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European automobile industry requests EU to suspend trade negotiations with South Korea
Brussels, 05/02/2009 – The European automobile manufacturers request the EU member states to decline the unbalanced proposal for a Free Trade Agreement (FTA) with South Korea and revise the timeline for concluding negotiations. The unfair nature of the agreement is not acceptable in light of the current economic crisis.
The negotiations with South Korea are entering a decisive stage with final meetings of the EU trade expert Committee starting on Friday and the European Commission’s objective to seal an agreement in early March. The European vehicle industry is worried about the content of the FTA because the agreement would give South Korean vehicle manufacturers full market access to the European market without a tangible improvement in export conditions to South Korea. The agreement would also fail to secure the application of existing international vehicle standards and set a precedent for arrangements with other countries, notably in Asia, leading to further unfair competition.
“The EU must refrain from entering into unbalanced trade agreements that further weaken the competitiveness of the European economy and this is especially true in times of economic turmoil”, said Ivan Hodac, Secretary General of the vehicle industry’s trade association ACEA. “On the one hand, EU member states are rightly prepared to use public money to stimulate vehicle demand and warrant financial support to relieve the credit crunch. But at the same time, Europe would grant a costly trade agreement that will multiply the pressure on employment levels in the EU.”
The automotive industry is in favour of further bilateral and multilateral trade liberalisation but manufacturers insist that this process has to deliver mutual benefit and fair market access covering both import duties and non-tariff barriers as stipulated in the mandate given to the Commission to negotiate with South Korea.
In the case of South Korea, there are a number of urgent issues pending, in particular concerning non-trade barriers and the application of existing international technical vehicle standards. The industry, furthermore, rejects a weakening of the so-called Rules of Origin and the implementation of a Duty Drawback Clause, both of which would offer additional important financial benefit to Korean exports.
Note to editors:
- The European Commission is proposing to dismantle import tariffs over 3 to 5 years (depending on the vehicle category), as opposed to the originally proposed 7 years that corresponds with the usual lead-time for OECD countries.
- EU import tariffs amount to 10% for passenger cars; import duties to South Korea are 8%. Dismantling of tariffs will make Korean cars 10% cheaper, which is a large chunk of their average vehicle price of € 10,000. In light of the huge unbalance in import and export, the European vehicle manufacturers demand a minimum lead-time for dismantling tariffs of 7 years.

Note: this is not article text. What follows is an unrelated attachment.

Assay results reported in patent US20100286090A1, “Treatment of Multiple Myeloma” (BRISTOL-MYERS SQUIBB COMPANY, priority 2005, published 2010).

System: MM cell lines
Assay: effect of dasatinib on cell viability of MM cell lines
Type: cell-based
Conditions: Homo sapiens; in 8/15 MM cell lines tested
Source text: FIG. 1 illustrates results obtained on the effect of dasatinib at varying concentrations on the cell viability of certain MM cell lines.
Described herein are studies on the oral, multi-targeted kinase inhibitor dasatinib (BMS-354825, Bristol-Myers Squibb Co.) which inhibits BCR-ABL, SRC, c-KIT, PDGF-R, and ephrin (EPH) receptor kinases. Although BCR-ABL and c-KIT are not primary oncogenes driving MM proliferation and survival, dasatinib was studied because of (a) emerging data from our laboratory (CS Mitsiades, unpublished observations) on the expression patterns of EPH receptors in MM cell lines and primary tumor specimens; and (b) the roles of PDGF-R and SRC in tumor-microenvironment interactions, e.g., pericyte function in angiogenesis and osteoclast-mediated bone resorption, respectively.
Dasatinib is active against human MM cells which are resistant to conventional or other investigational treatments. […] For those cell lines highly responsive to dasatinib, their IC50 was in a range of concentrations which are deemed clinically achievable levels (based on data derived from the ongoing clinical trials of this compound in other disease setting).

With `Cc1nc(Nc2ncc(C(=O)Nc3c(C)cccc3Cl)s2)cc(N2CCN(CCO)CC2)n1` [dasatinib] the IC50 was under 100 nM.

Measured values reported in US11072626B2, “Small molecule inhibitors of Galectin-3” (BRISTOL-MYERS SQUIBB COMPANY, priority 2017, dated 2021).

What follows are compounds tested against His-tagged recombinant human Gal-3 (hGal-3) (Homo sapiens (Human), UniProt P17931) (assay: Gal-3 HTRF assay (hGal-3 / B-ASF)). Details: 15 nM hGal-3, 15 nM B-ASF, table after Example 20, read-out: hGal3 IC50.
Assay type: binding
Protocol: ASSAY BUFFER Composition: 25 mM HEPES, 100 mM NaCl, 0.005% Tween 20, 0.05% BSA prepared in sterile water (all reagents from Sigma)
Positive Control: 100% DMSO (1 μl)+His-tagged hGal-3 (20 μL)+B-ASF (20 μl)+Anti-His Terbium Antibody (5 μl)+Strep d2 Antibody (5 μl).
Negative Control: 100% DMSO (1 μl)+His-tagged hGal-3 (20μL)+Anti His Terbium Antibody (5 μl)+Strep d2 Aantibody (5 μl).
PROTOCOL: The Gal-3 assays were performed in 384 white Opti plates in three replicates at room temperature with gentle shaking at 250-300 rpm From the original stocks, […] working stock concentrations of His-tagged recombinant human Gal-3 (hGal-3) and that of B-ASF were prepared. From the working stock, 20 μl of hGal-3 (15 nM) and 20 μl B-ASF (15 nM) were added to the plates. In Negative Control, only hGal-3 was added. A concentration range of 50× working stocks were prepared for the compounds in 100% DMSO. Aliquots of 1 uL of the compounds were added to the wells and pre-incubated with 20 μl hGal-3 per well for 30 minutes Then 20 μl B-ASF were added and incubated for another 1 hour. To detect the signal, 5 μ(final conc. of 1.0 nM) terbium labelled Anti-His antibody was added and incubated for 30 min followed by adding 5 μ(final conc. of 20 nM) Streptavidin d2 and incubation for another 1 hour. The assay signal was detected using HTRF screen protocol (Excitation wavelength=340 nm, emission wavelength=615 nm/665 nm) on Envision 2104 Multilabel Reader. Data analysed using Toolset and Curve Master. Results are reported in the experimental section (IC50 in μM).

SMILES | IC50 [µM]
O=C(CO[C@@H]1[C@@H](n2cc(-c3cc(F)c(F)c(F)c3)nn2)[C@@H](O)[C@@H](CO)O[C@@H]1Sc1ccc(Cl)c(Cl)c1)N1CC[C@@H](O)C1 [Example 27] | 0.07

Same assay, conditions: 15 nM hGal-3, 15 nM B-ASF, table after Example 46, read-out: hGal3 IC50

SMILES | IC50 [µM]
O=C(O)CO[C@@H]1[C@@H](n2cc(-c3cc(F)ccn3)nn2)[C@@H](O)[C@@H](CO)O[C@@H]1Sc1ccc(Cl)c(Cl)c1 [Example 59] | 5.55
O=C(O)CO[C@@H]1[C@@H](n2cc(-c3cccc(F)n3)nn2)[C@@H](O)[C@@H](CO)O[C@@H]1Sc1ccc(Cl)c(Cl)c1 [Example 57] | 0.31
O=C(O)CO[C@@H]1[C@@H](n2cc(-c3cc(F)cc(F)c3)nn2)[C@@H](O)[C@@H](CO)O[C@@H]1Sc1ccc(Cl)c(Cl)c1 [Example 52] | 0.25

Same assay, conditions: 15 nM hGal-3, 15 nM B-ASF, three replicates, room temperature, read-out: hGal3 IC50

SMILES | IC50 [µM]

- Currently, South Korea exports 600,000 vehicles annually to the EU and this number is expected to increase significantly. EU exports, however, are limited to around 22,000 vehicles per year to South Korea (a market of more than 1 million new vehicles annually).
- The proposed FTA would further maintain this disequilibrium, as the agreement fails to secure the application of international technical standards. South Korea has signed the international technical standards for vehicle registration (UN ECE Regulations) but does not enforce them. South Korea would be allowed to continue applying local standards on, among others, vehicle emissions and safety that, in effect, serve as non-tariff trade barriers. Application of the existing international standards should be a precondition for signing an FTA.
- Non-tariff barriers in South Korea furthermore consist of various instruments, including specific tax regimes for imported vehicles and a parallel network of grey imports. Non-tariff barriers should be eliminated before signing an FTA, as requested in the EU negotiating mandate.
- Weakening of the Rules of Origin (from a minimum 60% local content to 40%) would allow Korean manufacturers to optimise their competitiveness with components from neighbouring low-cost countries, such as China. ACEA demands that the current rules be maintained.
- The Duty Drawback Clause would allow South Korean manufacturers to continue to reclaim import duties on imported vehicle parts from those neighbouring countries. European manufacturers pay on average 4% import duties on vehicle parts from countries such as China. Manufacturers are opposed to an FTA approving of such unequal competition. There are no other EU FTAs granting concessions on the Rules of Origin and the Duty Drawback Clause.
The European automotive industry is key to the strength and competitiveness of Europe. The ACEA members are BMW Group, DAF Trucks, Daimler, FIAT Group, Ford of Europe, General Motors Europe, Jaguar Land Rover, MAN Nutzfahrzeuge, Porsche, PSA Peugeot Citroën, Renault, Scania, Toyota Motor Europe, Volkswagen and Volvo. They provide direct employment to more than 2.3 million people and indirectly support another 10 million jobs. Annually, ACEA members invest € 20 billion in R&D, or 4% of turnover.
For further information, please contact Sigrid de Vries, Director Communications,
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